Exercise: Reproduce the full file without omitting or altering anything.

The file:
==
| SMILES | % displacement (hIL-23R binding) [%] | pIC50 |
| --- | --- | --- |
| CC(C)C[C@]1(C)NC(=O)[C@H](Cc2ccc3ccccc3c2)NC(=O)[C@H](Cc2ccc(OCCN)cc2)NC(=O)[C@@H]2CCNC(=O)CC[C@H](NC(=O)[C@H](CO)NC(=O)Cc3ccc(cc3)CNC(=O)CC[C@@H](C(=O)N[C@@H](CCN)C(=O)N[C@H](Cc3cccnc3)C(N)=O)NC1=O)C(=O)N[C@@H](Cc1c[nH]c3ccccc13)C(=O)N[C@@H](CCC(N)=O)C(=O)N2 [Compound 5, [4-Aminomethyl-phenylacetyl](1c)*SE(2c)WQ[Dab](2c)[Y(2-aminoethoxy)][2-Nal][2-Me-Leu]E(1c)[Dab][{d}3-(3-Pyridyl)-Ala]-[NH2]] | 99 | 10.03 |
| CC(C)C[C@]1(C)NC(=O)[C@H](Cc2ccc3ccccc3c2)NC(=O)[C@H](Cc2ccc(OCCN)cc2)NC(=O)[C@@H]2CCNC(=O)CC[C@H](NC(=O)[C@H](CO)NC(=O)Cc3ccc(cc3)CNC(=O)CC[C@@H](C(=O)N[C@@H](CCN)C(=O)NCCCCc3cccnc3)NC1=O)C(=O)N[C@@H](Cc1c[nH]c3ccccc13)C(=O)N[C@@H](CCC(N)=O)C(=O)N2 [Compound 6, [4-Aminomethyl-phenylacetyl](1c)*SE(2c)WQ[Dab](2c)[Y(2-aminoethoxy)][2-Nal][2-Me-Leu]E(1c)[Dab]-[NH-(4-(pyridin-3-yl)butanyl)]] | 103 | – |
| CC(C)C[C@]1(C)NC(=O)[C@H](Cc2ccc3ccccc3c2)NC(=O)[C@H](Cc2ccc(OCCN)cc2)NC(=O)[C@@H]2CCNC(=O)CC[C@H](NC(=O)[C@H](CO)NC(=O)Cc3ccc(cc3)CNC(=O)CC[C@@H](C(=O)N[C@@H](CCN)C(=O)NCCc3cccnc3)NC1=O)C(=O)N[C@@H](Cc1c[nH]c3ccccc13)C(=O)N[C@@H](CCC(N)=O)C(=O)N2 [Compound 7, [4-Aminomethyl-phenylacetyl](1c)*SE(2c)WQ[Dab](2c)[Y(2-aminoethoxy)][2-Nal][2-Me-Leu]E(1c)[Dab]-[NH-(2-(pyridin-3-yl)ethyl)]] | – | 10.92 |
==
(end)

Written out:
| SMILES | % displacement (hIL-23R binding) [%] | pIC50 |
| --- | --- | --- |
| CC(C)C[C@]1(C)NC(=O)[C@H](Cc2ccc3ccccc3c2)NC(=O)[C@H](Cc2ccc(OCCN)cc2)NC(=O)[C@@H]2CCNC(=O)CC[C@H](NC(=O)[C@H](CO)NC(=O)Cc3ccc(cc3)CNC(=O)CC[C@@H](C(=O)N[C@@H](CCN)C(=O)N[C@H](Cc3cccnc3)C(N)=O)NC1=O)C(=O)N[C@@H](Cc1c[nH]c3ccccc13)C(=O)N[C@@H](CCC(N)=O)C(=O)N2 [Compound 5, [4-Aminomethyl-phenylacetyl](1c)*SE(2c)WQ[Dab](2c)[Y(2-aminoethoxy)][2-Nal][2-Me-Leu]E(1c)[Dab][{d}3-(3-Pyridyl)-Ala]-[NH2]] | 99 | 10.03 |
| CC(C)C[C@]1(C)NC(=O)[C@H](Cc2ccc3ccccc3c2)NC(=O)[C@H](Cc2ccc(OCCN)cc2)NC(=O)[C@@H]2CCNC(=O)CC[C@H](NC(=O)[C@H](CO)NC(=O)Cc3ccc(cc3)CNC(=O)CC[C@@H](C(=O)N[C@@H](CCN)C(=O)NCCCCc3cccnc3)NC1=O)C(=O)N[C@@H](Cc1c[nH]c3ccccc13)C(=O)N[C@@H](CCC(N)=O)C(=O)N2 [Compound 6, [4-Aminomethyl-phenylacetyl](1c)*SE(2c)WQ[Dab](2c)[Y(2-aminoethoxy)][2-Nal][2-Me-Leu]E(1c)[Dab]-[NH-(4-(pyridin-3-yl)butanyl)]] | 103 | – |
| CC(C)C[C@]1(C)NC(=O)[C@H](Cc2ccc3ccccc3c2)NC(=O)[C@H](Cc2ccc(OCCN)cc2)NC(=O)[C@@H]2CCNC(=O)CC[C@H](NC(=O)[C@H](CO)NC(=O)Cc3ccc(cc3)CNC(=O)CC[C@@H](C(=O)N[C@@H](CCN)C(=O)NCCc3cccnc3)NC1=O)C(=O)N[C@@H](Cc1c[nH]c3ccccc13)C(=O)N[C@@H](CCC(N)=O)C(=O)N2 [Compound 7, [4-Aminomethyl-phenylacetyl](1c)*SE(2c)WQ[Dab](2c)[Y(2-aminoethoxy)][2-Nal][2-Me-Leu]E(1c)[Dab]-[NH-(2-(pyridin-3-yl)ethyl)]] | – | 10.92 |